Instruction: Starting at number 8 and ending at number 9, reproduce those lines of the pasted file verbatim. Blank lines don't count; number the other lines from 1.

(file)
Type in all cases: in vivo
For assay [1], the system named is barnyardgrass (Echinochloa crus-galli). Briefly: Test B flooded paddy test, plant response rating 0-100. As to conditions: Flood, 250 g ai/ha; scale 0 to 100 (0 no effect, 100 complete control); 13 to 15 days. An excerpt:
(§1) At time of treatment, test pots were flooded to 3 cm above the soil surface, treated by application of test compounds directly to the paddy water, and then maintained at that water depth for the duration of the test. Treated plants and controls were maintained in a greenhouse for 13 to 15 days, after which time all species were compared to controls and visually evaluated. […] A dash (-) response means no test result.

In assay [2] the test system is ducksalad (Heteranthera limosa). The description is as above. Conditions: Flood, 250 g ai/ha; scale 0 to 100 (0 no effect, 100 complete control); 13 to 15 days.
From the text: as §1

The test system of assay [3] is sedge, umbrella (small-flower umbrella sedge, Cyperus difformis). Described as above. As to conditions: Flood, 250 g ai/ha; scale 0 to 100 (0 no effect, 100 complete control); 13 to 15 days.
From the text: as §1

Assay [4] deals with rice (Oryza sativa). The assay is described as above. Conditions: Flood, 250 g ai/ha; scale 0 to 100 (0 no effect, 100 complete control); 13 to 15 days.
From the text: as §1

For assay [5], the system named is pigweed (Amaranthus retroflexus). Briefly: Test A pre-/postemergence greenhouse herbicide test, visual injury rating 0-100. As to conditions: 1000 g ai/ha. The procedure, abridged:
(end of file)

Assay [4] deals with rice (Oryza sativa). The assay is described as above. Conditions: Flood, 250 g ai/ha; scale 0 to 100 (0 no effect, 100 complete control); 13 to 15 days.
From the text: as §1